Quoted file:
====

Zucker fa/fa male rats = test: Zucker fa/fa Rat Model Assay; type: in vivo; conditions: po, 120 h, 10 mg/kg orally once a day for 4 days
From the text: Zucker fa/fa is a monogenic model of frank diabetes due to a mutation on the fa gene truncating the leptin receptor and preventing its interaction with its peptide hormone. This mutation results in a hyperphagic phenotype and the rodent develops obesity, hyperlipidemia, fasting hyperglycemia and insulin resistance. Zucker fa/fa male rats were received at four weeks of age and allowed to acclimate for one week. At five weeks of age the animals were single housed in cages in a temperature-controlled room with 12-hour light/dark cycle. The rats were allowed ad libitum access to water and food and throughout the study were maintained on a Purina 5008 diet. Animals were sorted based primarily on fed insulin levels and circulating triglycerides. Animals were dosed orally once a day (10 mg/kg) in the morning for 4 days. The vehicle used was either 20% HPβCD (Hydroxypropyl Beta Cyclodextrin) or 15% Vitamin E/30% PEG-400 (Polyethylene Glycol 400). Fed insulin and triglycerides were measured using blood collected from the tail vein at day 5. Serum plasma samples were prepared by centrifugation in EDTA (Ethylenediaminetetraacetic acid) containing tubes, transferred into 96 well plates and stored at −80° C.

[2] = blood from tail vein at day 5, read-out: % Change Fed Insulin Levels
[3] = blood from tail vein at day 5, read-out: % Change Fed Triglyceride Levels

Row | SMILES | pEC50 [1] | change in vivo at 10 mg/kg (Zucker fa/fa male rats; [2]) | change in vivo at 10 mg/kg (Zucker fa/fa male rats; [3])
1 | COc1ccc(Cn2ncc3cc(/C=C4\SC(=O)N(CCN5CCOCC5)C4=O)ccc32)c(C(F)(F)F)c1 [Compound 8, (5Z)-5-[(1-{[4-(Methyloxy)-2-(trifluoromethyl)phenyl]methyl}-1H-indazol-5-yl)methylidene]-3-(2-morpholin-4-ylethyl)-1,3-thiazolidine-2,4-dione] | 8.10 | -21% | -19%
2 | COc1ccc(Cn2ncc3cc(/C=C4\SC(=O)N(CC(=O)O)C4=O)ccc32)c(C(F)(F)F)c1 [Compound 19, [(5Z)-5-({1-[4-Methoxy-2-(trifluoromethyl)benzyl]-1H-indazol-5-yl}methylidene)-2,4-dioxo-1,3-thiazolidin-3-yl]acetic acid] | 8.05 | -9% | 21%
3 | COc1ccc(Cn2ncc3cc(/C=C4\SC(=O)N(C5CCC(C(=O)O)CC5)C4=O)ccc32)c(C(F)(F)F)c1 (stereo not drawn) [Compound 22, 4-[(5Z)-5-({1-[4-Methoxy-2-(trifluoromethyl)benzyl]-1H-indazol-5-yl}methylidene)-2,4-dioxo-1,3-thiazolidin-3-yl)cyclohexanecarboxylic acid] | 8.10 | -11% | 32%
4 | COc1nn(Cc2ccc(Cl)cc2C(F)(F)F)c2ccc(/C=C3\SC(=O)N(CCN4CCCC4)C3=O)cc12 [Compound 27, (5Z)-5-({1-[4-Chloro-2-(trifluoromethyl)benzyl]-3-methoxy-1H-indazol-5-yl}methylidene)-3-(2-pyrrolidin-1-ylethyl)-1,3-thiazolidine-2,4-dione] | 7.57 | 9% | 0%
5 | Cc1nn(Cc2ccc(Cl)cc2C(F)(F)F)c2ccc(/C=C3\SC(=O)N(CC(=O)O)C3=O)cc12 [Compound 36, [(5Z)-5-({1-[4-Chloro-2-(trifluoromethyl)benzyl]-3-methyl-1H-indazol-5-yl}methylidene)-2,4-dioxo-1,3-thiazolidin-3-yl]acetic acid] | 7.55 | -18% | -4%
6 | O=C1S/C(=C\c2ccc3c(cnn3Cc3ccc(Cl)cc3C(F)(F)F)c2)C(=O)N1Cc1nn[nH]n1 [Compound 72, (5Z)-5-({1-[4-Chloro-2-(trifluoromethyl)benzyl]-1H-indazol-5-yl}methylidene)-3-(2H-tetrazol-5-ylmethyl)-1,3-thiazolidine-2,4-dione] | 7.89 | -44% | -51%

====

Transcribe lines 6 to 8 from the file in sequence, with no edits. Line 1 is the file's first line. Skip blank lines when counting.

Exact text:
1 | COc1ccc(Cn2ncc3cc(/C=C4\SC(=O)N(CCN5CCOCC5)C4=O)ccc32)c(C(F)(F)F)c1 [Compound 8, (5Z)-5-[(1-{[4-(Methyloxy)-2-(trifluoromethyl)phenyl]methyl}-1H-indazol-5-yl)methylidene]-3-(2-morpholin-4-ylethyl)-1,3-thiazolidine-2,4-dione] | 8.10 | -21% | -19%
2 | COc1ccc(Cn2ncc3cc(/C=C4\SC(=O)N(CC(=O)O)C4=O)ccc32)c(C(F)(F)F)c1 [Compound 19, [(5Z)-5-({1-[4-Methoxy-2-(trifluoromethyl)benzyl]-1H-indazol-5-yl}methylidene)-2,4-dioxo-1,3-thiazolidin-3-yl]acetic acid] | 8.05 | -9% | 21%
3 | COc1ccc(Cn2ncc3cc(/C=C4\SC(=O)N(C5CCC(C(=O)O)CC5)C4=O)ccc32)c(C(F)(F)F)c1 (stereo not drawn) [Compound 22, 4-[(5Z)-5-({1-[4-Methoxy-2-(trifluoromethyl)benzyl]-1H-indazol-5-yl}methylidene)-2,4-dioxo-1,3-thiazolidin-3-yl)cyclohexanecarboxylic acid] | 8.10 | -11% | 32%